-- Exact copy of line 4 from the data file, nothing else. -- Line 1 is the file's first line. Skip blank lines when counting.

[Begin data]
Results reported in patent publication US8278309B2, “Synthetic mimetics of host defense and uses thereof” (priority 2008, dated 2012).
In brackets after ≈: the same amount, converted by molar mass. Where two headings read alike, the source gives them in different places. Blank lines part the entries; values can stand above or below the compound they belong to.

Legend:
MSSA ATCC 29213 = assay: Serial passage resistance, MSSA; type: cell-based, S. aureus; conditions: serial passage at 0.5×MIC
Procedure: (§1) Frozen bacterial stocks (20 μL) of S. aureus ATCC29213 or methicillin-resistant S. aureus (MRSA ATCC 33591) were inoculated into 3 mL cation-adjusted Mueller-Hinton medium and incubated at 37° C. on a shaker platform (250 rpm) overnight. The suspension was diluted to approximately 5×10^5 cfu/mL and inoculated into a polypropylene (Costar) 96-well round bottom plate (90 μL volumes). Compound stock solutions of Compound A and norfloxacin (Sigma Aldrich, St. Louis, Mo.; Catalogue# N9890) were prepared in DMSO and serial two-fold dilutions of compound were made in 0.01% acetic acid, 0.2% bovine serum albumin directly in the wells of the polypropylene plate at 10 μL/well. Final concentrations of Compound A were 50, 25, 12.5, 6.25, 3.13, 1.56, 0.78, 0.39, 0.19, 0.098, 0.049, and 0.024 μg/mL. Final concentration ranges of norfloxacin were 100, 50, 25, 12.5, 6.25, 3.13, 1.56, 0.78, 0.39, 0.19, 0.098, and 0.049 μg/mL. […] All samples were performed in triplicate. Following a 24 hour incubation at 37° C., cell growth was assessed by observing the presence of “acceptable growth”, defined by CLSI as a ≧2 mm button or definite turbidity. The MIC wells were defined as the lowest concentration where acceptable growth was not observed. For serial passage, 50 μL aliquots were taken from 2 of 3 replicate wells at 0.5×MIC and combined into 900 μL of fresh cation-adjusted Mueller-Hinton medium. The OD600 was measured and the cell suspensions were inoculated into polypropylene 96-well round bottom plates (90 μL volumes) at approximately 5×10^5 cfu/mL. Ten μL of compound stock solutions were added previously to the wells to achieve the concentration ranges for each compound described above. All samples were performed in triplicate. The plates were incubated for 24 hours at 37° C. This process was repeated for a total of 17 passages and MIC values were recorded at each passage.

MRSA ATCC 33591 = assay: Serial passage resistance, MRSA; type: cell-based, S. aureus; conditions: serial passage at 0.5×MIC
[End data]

MSSA ATCC 29213 = assay: Serial passage resistance, MSSA; type: cell-based, S. aureus; conditions: serial passage at 0.5×MIC